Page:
Marquette Wire

The Center for Gender and Sexualities Studies adjusts as its own department

Many+LGBTQ+students+and+their+allies+view+both+centers+as+a+safe+space.+Photo+by+Nolan+Bollier%2F+nolan.bollier%40marquette.edu
Many LGBTQ students and their allies view both centers as a safe space. Photo by Nolan Bollier/ nolan.bollier@marquette.edu

Many LGBTQ students and their allies view both centers as a safe space. Photo by Nolan Bollier/ nolan.bollier@marquette.edu

Many LGBTQ students and their allies view both centers as a safe space. Photo by Nolan Bollier/ nolan.bollier@marquette.edu

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Angelique Harris, director of the Center for Gender and Sexualities Studies, discusses the function and goals of the new center since it settled into Sensenbrenner Hall over winter break.

Provost Daniel Myers announced in Aug. 2015 that the former Gender and Sexuality Resource Center would split into two new departments under the Center for Intercultural Engagement: the CGSS and the LGBTQ Resource Center.

“Things are going great so far,” Harris said. “It has given us the opportunity to really focus on a lot of the academic concerns that exist on campus, like the lack of courses that really address women’s issues.”

Harris said the CGSS began operating out of Sensenbrenner in November. The center previously operated out of Harris’ office in Lalumiere Hall.

One of Harris’ goals for the CGSS is looking at the intersexuality framework and revamping the women and gender studies program curriculum. Harris said her other goals include promoting gender sexuality diversity and providing funding for students and faculty to have more diverse programming.

The split was the result of a controversy that struck the GSRC and its former director, Susannah Bartlow, in May 2015. The GSRC office featured a mural of Assata Shakur, who is on the FBI’s most wanted list for escaping prison and fleeing to Cuba after she was convicted of killing a New Jersey state trooper in 1973.

The split takes two seemingly closely-related areas and puts them in different locations on campus. Harris said she thinks the split was a good idea and should have been done initially.

“It was a long time coming,” Harris said. “It was unfortunate (why) it finally happened but at least we now actually have the resource to make sure students are getting a decent education when it comes to issues like gender and sexualities.”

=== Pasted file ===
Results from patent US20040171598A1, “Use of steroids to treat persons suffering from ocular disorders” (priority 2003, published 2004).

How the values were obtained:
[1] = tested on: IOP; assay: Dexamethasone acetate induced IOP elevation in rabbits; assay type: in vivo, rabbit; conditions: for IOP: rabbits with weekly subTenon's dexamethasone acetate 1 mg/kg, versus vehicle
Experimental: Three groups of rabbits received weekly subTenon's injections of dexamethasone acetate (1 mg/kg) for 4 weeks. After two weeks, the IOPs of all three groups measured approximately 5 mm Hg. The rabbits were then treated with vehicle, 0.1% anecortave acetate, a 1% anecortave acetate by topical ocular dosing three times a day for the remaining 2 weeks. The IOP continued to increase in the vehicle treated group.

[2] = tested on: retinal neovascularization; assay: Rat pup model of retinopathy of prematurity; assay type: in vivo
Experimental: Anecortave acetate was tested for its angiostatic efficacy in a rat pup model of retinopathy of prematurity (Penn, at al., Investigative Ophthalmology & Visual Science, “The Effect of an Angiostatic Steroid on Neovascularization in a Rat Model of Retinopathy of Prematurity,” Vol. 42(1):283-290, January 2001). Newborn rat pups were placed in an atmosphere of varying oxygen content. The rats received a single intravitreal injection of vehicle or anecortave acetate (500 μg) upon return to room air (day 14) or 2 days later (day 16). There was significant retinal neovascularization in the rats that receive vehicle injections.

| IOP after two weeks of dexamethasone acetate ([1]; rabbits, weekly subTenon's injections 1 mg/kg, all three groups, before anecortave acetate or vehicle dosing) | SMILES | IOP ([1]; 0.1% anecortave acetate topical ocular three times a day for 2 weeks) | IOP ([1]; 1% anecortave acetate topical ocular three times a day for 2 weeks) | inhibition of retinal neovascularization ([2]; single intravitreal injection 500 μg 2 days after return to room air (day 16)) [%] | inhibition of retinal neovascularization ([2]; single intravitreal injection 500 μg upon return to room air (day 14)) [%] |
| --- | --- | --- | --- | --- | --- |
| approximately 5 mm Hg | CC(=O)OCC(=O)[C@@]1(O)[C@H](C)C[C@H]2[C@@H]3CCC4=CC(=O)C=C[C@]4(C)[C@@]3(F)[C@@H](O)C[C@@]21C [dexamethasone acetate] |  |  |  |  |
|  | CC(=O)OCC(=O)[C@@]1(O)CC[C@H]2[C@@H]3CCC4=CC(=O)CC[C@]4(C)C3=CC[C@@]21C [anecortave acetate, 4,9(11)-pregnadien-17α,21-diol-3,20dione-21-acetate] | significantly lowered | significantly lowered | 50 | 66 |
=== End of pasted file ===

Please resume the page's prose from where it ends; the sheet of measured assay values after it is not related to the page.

Eva Martinez Powless, the director of the LGBTQ Resource Center and the CIE, said the split was a smart move because the GSRC was never intended to function as a student services area.

“I think that what came out of (the mural controversy) was that we now have two centers,” Martinez Powless said. “One that really focuses on developing our students and another one that focuses on that academic field and that intersection of race, gender, identity, sexuality identity.”

However, student reactions to the split were not as positive. Martinez Powless said there was tension among students initially because it was unclear what would happen to the GSRC.

Josh Miles, a sophomore in the College of Communication and a frequent visitor of the two centers, said he was aware of the tension following the news of Bartlow’s departure from the university and the split.

“Everyone was waiting for that email from the provost to the university community regarding the LGBTQ resource center,” Miles said. “After he made that email, it was like, ‘Okay, now we know what’s happening and it’s official.’”

Miles said he likes how the centers are different despite the fact that they both are categorized under the CIE.

“Even though they share a lot of similarities, the centers allow people who identify as LGBTQ or their allies to have a space that’s dedicated to them,” Miles said.

Miles said the split was necessary, effective and important because now students are more aware that the LGBTQ Resource Center exists.

“I worked at Marquette for about nine years and I think that in the last year, I have seen a lot of progress in the area of inclusiveness, our diversity, and I think that that’s something really, really good,” Martinez Powless said.

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